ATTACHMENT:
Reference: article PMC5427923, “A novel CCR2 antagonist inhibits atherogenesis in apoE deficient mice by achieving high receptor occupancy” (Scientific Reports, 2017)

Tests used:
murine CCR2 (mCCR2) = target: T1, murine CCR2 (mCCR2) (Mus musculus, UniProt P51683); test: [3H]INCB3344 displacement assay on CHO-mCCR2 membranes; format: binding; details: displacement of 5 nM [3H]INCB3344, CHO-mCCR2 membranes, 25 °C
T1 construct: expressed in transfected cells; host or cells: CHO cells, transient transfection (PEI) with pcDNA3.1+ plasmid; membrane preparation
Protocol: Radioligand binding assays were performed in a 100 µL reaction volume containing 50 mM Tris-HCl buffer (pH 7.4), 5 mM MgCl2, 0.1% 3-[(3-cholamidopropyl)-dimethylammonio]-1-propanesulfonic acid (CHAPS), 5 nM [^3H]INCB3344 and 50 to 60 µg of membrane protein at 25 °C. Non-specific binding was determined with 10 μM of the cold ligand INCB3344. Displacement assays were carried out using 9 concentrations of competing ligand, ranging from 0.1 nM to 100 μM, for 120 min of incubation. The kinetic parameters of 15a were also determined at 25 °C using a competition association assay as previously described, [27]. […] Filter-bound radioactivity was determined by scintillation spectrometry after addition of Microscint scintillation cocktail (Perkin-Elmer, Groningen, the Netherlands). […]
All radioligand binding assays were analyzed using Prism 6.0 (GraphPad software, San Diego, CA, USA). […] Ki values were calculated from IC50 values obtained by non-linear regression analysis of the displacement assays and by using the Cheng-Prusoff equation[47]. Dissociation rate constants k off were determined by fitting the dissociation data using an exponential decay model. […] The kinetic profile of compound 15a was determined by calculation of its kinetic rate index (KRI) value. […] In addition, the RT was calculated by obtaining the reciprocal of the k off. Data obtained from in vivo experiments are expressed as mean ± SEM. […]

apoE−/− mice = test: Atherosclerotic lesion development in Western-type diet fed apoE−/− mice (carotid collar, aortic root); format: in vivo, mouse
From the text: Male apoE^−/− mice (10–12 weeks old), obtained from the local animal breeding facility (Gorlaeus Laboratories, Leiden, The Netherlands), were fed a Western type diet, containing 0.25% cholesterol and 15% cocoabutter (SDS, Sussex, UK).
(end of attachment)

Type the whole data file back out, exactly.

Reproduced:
Reference: article PMC5427923, “A novel CCR2 antagonist inhibits atherogenesis in apoE deficient mice by achieving high receptor occupancy” (Scientific Reports, 2017)

Tests used:
murine CCR2 (mCCR2) = target: T1, murine CCR2 (mCCR2) (Mus musculus, UniProt P51683); test: [3H]INCB3344 displacement assay on CHO-mCCR2 membranes; format: binding; details: displacement of 5 nM [3H]INCB3344, CHO-mCCR2 membranes, 25 °C
T1 construct: expressed in transfected cells; host or cells: CHO cells, transient transfection (PEI) with pcDNA3.1+ plasmid; membrane preparation
Protocol: Radioligand binding assays were performed in a 100 µL reaction volume containing 50 mM Tris-HCl buffer (pH 7.4), 5 mM MgCl2, 0.1% 3-[(3-cholamidopropyl)-dimethylammonio]-1-propanesulfonic acid (CHAPS), 5 nM [^3H]INCB3344 and 50 to 60 µg of membrane protein at 25 °C. Non-specific binding was determined with 10 μM of the cold ligand INCB3344. Displacement assays were carried out using 9 concentrations of competing ligand, ranging from 0.1 nM to 100 μM, for 120 min of incubation. The kinetic parameters of 15a were also determined at 25 °C using a competition association assay as previously described, [27]. […] Filter-bound radioactivity was determined by scintillation spectrometry after addition of Microscint scintillation cocktail (Perkin-Elmer, Groningen, the Netherlands). […]
All radioligand binding assays were analyzed using Prism 6.0 (GraphPad software, San Diego, CA, USA). […] Ki values were calculated from IC50 values obtained by non-linear regression analysis of the displacement assays and by using the Cheng-Prusoff equation[47]. Dissociation rate constants k off were determined by fitting the dissociation data using an exponential decay model. […] The kinetic profile of compound 15a was determined by calculation of its kinetic rate index (KRI) value. […] In addition, the RT was calculated by obtaining the reciprocal of the k off. Data obtained from in vivo experiments are expressed as mean ± SEM. […]

apoE−/− mice = test: Atherosclerotic lesion development in Western-type diet fed apoE−/− mice (carotid collar, aortic root); format: in vivo, mouse
From the text: Male apoE^−/− mice (10–12 weeks old), obtained from the local animal breeding facility (Gorlaeus Laboratories, Leiden, The Netherlands), were fed a Western type diet, containing 0.25% cholesterol and 15% cocoabutter (SDS, Sussex, UK).